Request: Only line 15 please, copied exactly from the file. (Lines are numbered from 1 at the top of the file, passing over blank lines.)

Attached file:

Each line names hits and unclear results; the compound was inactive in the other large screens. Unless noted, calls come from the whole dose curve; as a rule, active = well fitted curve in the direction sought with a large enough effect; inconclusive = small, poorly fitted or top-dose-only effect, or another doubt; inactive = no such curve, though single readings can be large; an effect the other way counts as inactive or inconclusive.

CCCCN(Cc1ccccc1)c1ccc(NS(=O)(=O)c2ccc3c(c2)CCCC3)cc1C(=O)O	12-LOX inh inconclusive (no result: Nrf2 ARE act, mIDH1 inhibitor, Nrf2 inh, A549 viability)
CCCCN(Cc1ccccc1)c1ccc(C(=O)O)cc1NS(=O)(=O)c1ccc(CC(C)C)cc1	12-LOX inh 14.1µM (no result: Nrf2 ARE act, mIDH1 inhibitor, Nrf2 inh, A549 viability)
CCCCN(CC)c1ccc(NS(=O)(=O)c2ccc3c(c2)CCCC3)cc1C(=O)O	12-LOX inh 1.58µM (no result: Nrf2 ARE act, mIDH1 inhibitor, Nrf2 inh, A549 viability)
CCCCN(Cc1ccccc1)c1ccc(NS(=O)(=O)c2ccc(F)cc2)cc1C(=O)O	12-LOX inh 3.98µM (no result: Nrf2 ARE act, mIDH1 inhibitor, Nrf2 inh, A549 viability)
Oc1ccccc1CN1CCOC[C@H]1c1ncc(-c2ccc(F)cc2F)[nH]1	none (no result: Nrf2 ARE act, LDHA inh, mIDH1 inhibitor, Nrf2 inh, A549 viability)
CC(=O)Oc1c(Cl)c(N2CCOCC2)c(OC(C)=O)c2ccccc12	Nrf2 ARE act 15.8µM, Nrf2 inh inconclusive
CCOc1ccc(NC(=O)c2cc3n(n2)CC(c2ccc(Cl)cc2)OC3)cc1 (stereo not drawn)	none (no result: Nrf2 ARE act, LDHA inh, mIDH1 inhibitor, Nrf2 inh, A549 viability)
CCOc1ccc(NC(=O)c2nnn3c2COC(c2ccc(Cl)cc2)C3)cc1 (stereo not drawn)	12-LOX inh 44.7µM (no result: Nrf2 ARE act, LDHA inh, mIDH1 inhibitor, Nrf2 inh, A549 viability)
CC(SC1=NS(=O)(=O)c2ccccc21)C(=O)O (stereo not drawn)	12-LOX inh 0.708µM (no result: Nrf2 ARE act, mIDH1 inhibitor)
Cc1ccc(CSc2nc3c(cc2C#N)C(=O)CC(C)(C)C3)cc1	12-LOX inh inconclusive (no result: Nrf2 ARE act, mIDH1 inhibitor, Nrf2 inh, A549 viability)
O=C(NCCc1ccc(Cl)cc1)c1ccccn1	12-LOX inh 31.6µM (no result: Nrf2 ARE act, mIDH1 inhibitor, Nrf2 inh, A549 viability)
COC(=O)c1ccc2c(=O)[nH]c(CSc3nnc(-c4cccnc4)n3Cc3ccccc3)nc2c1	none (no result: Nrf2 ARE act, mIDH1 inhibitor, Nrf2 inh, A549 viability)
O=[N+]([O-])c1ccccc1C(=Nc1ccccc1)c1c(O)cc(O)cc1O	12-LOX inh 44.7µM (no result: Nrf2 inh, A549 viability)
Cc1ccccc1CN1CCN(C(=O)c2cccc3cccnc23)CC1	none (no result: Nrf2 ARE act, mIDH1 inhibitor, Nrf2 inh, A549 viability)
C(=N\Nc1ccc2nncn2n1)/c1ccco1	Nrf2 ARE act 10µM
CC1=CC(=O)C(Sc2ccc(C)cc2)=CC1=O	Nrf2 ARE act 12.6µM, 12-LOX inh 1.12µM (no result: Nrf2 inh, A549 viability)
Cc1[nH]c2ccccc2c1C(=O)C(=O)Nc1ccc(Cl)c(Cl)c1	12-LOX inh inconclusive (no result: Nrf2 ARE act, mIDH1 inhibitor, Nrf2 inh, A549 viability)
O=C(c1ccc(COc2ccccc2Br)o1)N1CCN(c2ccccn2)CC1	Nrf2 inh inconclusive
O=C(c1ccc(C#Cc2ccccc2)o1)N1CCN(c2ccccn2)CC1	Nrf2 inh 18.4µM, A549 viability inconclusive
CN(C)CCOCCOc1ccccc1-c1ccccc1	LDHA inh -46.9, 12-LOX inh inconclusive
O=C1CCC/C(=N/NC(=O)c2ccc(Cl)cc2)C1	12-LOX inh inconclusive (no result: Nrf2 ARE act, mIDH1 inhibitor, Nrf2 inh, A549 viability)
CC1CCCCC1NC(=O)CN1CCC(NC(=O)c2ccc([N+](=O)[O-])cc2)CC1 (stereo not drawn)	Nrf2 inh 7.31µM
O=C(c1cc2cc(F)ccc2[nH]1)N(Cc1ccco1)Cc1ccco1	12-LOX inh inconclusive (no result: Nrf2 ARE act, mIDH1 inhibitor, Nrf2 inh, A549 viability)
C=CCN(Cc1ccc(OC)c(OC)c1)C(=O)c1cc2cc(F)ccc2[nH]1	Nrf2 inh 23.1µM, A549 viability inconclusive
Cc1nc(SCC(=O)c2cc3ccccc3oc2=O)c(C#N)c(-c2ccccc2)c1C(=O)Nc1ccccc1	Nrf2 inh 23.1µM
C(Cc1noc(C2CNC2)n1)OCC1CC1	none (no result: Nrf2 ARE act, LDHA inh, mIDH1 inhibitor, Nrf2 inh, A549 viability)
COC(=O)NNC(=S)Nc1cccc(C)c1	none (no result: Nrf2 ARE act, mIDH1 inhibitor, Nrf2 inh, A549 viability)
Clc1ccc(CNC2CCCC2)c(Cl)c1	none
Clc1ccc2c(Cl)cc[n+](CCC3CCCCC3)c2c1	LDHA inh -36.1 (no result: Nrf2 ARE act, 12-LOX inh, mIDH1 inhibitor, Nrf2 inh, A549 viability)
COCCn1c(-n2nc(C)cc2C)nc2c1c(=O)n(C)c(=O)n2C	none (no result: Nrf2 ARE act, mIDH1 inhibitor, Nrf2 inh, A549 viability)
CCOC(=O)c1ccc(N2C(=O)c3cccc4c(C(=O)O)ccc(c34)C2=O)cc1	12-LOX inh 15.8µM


Cc1ccccc1CN1CCN(C(=O)c2cccc3cccnc23)CC1	none (no result: Nrf2 ARE act, mIDH1 inhibitor, Nrf2 inh, A549 viability)